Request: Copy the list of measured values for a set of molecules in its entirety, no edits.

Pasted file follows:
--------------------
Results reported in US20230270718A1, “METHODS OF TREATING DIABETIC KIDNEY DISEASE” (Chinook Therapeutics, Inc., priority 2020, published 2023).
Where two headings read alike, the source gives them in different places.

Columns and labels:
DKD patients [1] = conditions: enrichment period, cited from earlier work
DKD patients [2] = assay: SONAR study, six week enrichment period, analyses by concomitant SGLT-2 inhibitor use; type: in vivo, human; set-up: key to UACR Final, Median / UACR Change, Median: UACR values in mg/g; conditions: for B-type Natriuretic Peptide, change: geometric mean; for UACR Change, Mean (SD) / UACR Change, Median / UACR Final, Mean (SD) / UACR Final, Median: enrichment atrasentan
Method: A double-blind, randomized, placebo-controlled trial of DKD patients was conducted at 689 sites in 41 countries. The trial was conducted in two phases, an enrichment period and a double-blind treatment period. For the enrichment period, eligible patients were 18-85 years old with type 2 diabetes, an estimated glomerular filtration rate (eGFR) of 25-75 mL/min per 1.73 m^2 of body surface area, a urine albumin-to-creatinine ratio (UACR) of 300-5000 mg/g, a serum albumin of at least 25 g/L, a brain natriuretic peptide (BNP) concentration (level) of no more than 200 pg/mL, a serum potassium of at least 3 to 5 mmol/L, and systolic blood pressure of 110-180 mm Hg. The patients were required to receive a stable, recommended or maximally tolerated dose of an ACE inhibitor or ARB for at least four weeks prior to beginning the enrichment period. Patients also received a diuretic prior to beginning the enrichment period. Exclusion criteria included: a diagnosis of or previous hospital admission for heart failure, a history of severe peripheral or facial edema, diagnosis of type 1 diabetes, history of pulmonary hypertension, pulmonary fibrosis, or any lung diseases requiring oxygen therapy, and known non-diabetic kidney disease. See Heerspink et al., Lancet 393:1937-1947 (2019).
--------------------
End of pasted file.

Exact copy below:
Results reported in US20230270718A1, “METHODS OF TREATING DIABETIC KIDNEY DISEASE” (Chinook Therapeutics, Inc., priority 2020, published 2023).
Where two headings read alike, the source gives them in different places.

Columns and labels:
DKD patients [1] = conditions: enrichment period, cited from earlier work
DKD patients [2] = assay: SONAR study, six week enrichment period, analyses by concomitant SGLT-2 inhibitor use; type: in vivo, human; set-up: key to UACR Final, Median / UACR Change, Median: UACR values in mg/g; conditions: for B-type Natriuretic Peptide, change: geometric mean; for UACR Change, Mean (SD) / UACR Change, Median / UACR Final, Mean (SD) / UACR Final, Median: enrichment atrasentan
Method: A double-blind, randomized, placebo-controlled trial of DKD patients was conducted at 689 sites in 41 countries. The trial was conducted in two phases, an enrichment period and a double-blind treatment period. For the enrichment period, eligible patients were 18-85 years old with type 2 diabetes, an estimated glomerular filtration rate (eGFR) of 25-75 mL/min per 1.73 m^2 of body surface area, a urine albumin-to-creatinine ratio (UACR) of 300-5000 mg/g, a serum albumin of at least 25 g/L, a brain natriuretic peptide (BNP) concentration (level) of no more than 200 pg/mL, a serum potassium of at least 3 to 5 mmol/L, and systolic blood pressure of 110-180 mm Hg. The patients were required to receive a stable, recommended or maximally tolerated dose of an ACE inhibitor or ARB for at least four weeks prior to beginning the enrichment period. Patients also received a diuretic prior to beginning the enrichment period. Exclusion criteria included: a diagnosis of or previous hospital admission for heart failure, a history of severe peripheral or facial edema, diagnosis of type 1 diabetes, history of pulmonary hypertension, pulmonary fibrosis, or any lung diseases requiring oxygen therapy, and known non-diabetic kidney disease. See Heerspink et al., Lancet 393:1937-1947 (2019).